You might think of stroke as an older person’s problem, but this type of brain injury can affect kids, too. In fact, each year, an estimated up to 5 out of every 100,000 kids have a stroke. Many of these are arterial ischemic strokes, which result from obstruction of blood flow by clots, narrowed or damaged arteries or both. Here, Dr. Laura Lehman, Outpatient Medical Director of the Stroke and Cerebrovascular Center at Boston Children’s Hospital, shares what parents need to know about one of the more common causes of stroke.
Cerebral arteriopathies raise risk. These blood vessel abnormalities affect arteries in the brain and can include moyamoya disease, focal cerebral arteriopathy, arterial dissection and vasculitis. “Arteriopathies are the most common cause of arterial ischemic stroke in children,” says Dr. Lehman. At least one-third of children who experience an arterial ischemic stroke have some type of underlying cerebral arteriopathy. Unfortunately, most types of arteriopathy are silent and don’t have symptoms until they lead to a stroke. The exception is moyamoya disease, which can cause headaches, seizures or transient ischemic events, or “mini strokes,” in kids before a full-blown stroke.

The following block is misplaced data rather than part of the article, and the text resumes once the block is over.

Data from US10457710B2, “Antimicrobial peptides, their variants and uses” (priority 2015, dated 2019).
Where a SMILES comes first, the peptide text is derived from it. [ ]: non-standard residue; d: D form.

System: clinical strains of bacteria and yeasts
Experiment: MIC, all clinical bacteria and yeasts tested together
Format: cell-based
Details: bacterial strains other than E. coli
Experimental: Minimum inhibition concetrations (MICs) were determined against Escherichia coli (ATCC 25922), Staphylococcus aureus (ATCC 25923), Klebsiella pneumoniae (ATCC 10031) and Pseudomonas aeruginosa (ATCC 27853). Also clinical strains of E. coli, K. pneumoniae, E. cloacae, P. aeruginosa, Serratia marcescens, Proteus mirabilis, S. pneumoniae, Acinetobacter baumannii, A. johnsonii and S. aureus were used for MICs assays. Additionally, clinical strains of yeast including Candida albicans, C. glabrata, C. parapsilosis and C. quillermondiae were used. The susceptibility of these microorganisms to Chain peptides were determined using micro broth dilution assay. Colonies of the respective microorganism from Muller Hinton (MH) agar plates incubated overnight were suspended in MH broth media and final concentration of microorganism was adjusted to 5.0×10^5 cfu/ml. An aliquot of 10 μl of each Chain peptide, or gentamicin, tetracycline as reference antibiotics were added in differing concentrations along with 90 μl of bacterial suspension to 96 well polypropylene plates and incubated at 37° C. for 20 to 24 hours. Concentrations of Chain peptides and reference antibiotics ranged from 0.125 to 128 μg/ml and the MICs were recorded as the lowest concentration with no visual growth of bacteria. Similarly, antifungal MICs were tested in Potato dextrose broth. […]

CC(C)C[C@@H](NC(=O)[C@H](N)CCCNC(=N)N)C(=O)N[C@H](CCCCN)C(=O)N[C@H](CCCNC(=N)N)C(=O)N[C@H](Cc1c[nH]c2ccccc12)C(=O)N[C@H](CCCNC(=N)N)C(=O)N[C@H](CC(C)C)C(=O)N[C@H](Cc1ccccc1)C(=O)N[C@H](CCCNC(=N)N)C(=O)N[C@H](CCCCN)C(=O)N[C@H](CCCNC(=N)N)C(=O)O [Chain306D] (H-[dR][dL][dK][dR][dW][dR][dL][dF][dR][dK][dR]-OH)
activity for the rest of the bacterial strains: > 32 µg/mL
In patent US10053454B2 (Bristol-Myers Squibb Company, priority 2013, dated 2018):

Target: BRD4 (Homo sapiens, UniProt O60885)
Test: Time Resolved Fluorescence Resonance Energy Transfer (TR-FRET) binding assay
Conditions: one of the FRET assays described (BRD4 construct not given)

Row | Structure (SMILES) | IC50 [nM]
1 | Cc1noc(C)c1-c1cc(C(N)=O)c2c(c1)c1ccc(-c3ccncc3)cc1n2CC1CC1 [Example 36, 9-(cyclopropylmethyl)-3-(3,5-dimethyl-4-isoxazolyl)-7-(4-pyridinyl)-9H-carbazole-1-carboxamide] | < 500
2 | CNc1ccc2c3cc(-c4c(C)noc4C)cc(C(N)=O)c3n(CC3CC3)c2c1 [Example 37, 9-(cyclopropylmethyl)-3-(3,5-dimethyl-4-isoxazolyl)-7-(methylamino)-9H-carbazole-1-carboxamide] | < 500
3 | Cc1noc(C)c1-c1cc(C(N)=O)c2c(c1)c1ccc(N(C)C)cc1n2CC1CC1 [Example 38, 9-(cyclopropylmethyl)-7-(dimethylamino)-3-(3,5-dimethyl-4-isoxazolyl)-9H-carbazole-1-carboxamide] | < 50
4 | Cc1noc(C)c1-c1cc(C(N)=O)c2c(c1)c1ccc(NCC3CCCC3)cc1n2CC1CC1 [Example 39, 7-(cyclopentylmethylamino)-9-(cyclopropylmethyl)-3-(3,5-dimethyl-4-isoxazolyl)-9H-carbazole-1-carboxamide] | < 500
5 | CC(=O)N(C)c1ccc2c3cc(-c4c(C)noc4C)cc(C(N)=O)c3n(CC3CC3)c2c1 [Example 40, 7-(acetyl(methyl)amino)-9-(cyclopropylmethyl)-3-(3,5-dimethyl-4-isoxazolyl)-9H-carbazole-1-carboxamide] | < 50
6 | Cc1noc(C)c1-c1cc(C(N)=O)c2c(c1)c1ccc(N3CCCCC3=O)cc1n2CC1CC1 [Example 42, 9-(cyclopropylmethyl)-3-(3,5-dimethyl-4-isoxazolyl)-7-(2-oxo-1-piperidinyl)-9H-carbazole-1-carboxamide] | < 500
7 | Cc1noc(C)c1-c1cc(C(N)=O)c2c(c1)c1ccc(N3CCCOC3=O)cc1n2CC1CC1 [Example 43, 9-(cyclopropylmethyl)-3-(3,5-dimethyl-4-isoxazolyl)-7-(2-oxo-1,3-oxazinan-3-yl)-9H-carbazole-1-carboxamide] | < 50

Recurrence rates are high. For kids with cerebral arteriopathy, the risk of stroke remains high even after they’ve already experienced one. Research suggests that 1 in 4 children with an arteriopathy who have had a stroke will have another, often within just a few weeks or months of the initial event. For this reason, it’s crucial to stay in close contact with your child’s physician for regular follow-up appointments, says Dr. Lehman. “Every child who has had a stroke should undergo periodic imaging tests to keep an eye on any blood vessel abnormalities,” she explains.
Infection may play a role. Could having chickenpox put kids at risk for stroke? That’s the implication of one recent study of patients at hospitals including Boston Children’s, which found that children who had been infected with herpes viruses (one of which causes chickenpox) were twice as likely to experience an arterial ischemic stroke. While it’s too soon to say whether infections are responsible for arteriopathies in particular, it’s possible that that the inflammation they cause might affect blood vessel health.
Knowledge is power. While it might seem like there’s little you can do to prevent an initial stroke due to cerebral arteriopathy, parents can still take steps to protect against recurrent strokes. Talk with your child’s clinicians about imaging tests that can help identify arteriopathy, and consider surgery if the diagnosis is moyamoya. Parents should also watch for signs of stroke, such as weakness on one side of the body, difficulty speaking or walking and changes to their child’s mental state. And make sure your child adheres to their medication regimen as prescribed, says Dr. Lehman.
Learn about the Stroke and Cerebrovascular Center.